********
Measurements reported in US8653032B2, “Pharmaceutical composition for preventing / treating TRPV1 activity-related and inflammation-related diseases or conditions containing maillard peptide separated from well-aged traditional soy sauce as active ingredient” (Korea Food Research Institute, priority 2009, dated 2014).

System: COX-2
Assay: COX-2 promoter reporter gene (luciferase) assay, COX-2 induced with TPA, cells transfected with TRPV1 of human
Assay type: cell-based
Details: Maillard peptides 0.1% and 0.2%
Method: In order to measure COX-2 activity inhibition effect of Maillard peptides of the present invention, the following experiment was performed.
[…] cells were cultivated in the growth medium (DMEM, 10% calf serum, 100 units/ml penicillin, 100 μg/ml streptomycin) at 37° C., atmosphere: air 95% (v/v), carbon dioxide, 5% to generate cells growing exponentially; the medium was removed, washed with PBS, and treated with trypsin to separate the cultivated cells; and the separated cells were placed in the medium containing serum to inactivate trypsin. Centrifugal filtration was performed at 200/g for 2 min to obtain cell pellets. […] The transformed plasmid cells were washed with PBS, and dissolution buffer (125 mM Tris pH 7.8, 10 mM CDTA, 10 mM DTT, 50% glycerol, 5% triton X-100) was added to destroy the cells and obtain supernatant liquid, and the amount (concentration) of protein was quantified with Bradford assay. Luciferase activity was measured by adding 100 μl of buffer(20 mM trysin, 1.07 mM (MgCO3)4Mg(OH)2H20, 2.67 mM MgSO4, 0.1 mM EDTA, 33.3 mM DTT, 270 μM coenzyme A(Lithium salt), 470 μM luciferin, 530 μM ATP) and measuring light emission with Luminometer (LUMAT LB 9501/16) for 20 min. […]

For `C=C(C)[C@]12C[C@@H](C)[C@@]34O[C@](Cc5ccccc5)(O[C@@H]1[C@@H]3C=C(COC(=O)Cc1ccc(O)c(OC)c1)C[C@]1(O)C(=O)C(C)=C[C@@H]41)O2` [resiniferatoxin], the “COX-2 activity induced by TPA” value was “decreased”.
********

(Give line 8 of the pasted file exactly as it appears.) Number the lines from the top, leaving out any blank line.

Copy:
For `C=C(C)[C@]12C[C@@H](C)[C@@]34O[C@](Cc5ccccc5)(O[C@@H]1[C@@H]3C=C(COC(=O)Cc1ccc(O)c(OC)c1)C[C@]1(O)C(=O)C(C)=C[C@@H]41)O2` [resiniferatoxin], the “COX-2 activity induced by TPA” value was “decreased”.